Subsea 7 has sank to a loss due to ‘weaknesses’ and reduced activity in the renewables and heavy lift markets.
The energy services firm has reported a pre-tax loss of £40.7million for 2019, compared to a £167m profit the previous year.
That comes following a £77million impairment reflecting reduced value and “weaknesses in the wind turbine foundation market”.
Subsea 7’s Renewables and Heavy Lifting division saw its revenue tumble from £512m in 2018 to £167m last year, mainly due to “lower activity on the Beatrice wind farm project” in the Moray Firth, which is now operationally complete.
The firm said it had to take the £77m write-down to reflect the “competitive” turbine foundations market in the short to medium-term.
As a whole, the company posted revenues of £2.7bn, down from £3.1bn in 2018.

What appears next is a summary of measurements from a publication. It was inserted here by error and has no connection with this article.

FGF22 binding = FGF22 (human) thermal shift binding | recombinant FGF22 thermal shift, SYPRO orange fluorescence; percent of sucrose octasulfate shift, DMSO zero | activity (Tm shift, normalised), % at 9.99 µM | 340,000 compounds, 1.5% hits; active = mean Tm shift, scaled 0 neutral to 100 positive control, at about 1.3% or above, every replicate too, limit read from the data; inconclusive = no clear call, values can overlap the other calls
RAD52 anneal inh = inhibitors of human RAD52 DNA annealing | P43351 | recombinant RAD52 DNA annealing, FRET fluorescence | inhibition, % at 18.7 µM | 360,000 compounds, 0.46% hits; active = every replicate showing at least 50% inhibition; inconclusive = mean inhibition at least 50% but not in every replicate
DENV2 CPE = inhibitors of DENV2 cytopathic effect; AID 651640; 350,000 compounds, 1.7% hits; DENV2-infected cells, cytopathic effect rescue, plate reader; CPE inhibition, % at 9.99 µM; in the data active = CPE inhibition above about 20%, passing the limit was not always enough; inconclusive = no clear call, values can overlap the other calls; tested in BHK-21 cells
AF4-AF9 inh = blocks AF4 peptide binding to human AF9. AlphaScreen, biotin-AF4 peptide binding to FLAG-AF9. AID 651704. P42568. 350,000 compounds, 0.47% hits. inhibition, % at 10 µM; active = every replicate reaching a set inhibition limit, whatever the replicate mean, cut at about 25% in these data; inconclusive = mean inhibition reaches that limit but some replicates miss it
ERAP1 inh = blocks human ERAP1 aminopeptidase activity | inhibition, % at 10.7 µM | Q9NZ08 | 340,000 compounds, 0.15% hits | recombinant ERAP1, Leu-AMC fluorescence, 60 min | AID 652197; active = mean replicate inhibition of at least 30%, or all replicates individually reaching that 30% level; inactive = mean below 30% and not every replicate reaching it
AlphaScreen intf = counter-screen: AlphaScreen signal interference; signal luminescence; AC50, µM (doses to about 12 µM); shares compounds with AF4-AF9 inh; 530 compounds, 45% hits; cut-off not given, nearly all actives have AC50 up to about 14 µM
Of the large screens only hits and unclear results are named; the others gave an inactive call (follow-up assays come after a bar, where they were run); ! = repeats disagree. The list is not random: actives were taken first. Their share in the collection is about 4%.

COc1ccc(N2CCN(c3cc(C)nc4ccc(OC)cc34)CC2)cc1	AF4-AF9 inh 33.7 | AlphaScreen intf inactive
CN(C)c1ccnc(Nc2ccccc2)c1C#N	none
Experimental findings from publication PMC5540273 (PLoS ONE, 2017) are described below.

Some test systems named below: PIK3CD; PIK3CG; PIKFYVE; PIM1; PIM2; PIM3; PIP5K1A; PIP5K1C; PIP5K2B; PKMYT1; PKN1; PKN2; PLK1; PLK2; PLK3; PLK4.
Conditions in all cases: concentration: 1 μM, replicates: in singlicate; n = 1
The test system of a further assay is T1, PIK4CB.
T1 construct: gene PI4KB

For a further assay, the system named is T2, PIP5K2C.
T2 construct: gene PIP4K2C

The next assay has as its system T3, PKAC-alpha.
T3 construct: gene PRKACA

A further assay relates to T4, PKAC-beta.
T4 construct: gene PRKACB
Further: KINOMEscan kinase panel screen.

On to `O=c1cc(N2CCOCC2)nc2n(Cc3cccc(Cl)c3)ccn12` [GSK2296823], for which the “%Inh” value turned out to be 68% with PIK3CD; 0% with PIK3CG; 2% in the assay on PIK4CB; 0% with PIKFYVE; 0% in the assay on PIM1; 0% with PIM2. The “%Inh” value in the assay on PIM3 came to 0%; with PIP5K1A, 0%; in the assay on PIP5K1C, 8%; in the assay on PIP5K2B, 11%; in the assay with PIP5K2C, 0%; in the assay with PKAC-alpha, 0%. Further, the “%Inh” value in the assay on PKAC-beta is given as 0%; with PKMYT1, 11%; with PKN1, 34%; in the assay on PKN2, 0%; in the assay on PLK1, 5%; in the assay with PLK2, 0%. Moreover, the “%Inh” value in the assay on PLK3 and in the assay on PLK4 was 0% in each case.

Subsea 7 also pointed to its earnings before interest, tax, depreciation and amortisation (EBITDA) metric of £486m, also down from £515m in the previous year.
However, the firm said it expects both revenue and EBITDA in 2020 to be higher than 2019, driven by an increase in activity in key markets.
Chief executive John Evans said: “In Renewables and Heavy Lifting, our cable-lay vessels continue to deliver good utilisation, but the foundations market remains competitive.
“We have therefore had to record a goodwill impairment charge associated with this business.
“In the long-term, we remain confident that our client-focused approach and experience managing complex projects leave us well-positioned to create sustainable value in addressing our clients’ transition to lower carbon solutions.”
The firm’s SURF and Conventional segment was boosted by new projects globally, including the Storr, Alligin, Arran and Penguins developments in the UK North Sea.
Meanwhile the Life of Field division benefitted from increased inspection, repair and maintenance activities in the North Sea, as well as Azerbaijan and the Gulf of Mexico.